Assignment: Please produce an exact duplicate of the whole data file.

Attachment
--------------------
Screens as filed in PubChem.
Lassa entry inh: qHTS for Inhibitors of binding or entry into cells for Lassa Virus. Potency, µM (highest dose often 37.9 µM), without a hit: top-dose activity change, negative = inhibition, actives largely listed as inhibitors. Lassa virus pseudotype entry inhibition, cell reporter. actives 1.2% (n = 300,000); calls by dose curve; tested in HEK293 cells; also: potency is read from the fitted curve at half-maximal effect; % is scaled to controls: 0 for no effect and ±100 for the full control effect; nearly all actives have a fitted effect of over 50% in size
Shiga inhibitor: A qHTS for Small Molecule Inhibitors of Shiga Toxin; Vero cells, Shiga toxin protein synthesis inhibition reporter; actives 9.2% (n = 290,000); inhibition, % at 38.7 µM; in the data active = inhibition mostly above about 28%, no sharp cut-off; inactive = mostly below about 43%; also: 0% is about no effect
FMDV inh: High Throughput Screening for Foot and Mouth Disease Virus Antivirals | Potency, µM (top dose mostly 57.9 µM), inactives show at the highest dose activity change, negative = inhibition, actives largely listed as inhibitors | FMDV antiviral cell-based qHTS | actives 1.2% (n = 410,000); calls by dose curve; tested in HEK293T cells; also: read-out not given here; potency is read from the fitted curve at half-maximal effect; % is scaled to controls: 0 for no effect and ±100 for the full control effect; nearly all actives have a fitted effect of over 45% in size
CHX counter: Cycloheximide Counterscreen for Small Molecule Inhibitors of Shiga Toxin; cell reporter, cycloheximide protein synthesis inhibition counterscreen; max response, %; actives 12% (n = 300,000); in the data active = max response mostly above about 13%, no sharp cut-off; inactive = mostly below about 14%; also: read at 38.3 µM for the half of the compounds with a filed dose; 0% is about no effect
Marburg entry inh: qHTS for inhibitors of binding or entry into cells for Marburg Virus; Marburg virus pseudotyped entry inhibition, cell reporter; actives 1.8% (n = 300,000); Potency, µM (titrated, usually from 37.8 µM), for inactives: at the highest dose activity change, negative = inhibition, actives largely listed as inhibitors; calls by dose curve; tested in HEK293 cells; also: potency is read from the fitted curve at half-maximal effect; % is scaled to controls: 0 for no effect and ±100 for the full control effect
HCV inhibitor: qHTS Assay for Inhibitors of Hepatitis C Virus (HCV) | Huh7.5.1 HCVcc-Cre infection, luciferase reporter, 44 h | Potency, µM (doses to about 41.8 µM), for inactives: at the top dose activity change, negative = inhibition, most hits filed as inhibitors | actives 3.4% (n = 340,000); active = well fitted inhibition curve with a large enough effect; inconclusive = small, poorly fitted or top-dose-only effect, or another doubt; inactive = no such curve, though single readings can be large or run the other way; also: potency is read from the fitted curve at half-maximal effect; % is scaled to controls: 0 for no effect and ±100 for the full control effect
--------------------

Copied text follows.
Screens as filed in PubChem.
Lassa entry inh: qHTS for Inhibitors of binding or entry into cells for Lassa Virus. Potency, µM (highest dose often 37.9 µM), without a hit: top-dose activity change, negative = inhibition, actives largely listed as inhibitors. Lassa virus pseudotype entry inhibition, cell reporter. actives 1.2% (n = 300,000); calls by dose curve; tested in HEK293 cells; also: potency is read from the fitted curve at half-maximal effect; % is scaled to controls: 0 for no effect and ±100 for the full control effect; nearly all actives have a fitted effect of over 50% in size
Shiga inhibitor: A qHTS for Small Molecule Inhibitors of Shiga Toxin; Vero cells, Shiga toxin protein synthesis inhibition reporter; actives 9.2% (n = 290,000); inhibition, % at 38.7 µM; in the data active = inhibition mostly above about 28%, no sharp cut-off; inactive = mostly below about 43%; also: 0% is about no effect
FMDV inh: High Throughput Screening for Foot and Mouth Disease Virus Antivirals | Potency, µM (top dose mostly 57.9 µM), inactives show at the highest dose activity change, negative = inhibition, actives largely listed as inhibitors | FMDV antiviral cell-based qHTS | actives 1.2% (n = 410,000); calls by dose curve; tested in HEK293T cells; also: read-out not given here; potency is read from the fitted curve at half-maximal effect; % is scaled to controls: 0 for no effect and ±100 for the full control effect; nearly all actives have a fitted effect of over 45% in size
CHX counter: Cycloheximide Counterscreen for Small Molecule Inhibitors of Shiga Toxin; cell reporter, cycloheximide protein synthesis inhibition counterscreen; max response, %; actives 12% (n = 300,000); in the data active = max response mostly above about 13%, no sharp cut-off; inactive = mostly below about 14%; also: read at 38.3 µM for the half of the compounds with a filed dose; 0% is about no effect
Marburg entry inh: qHTS for inhibitors of binding or entry into cells for Marburg Virus; Marburg virus pseudotyped entry inhibition, cell reporter; actives 1.8% (n = 300,000); Potency, µM (titrated, usually from 37.8 µM), for inactives: at the highest dose activity change, negative = inhibition, actives largely listed as inhibitors; calls by dose curve; tested in HEK293 cells; also: potency is read from the fitted curve at half-maximal effect; % is scaled to controls: 0 for no effect and ±100 for the full control effect
HCV inhibitor: qHTS Assay for Inhibitors of Hepatitis C Virus (HCV) | Huh7.5.1 HCVcc-Cre infection, luciferase reporter, 44 h | Potency, µM (doses to about 41.8 µM), for inactives: at the top dose activity change, negative = inhibition, most hits filed as inhibitors | actives 3.4% (n = 340,000); active = well fitted inhibition curve with a large enough effect; inconclusive = small, poorly fitted or top-dose-only effect, or another doubt; inactive = no such curve, though single readings can be large or run the other way; also: potency is read from the fitted curve at half-maximal effect; % is scaled to controls: 0 for no effect and ±100 for the full control effect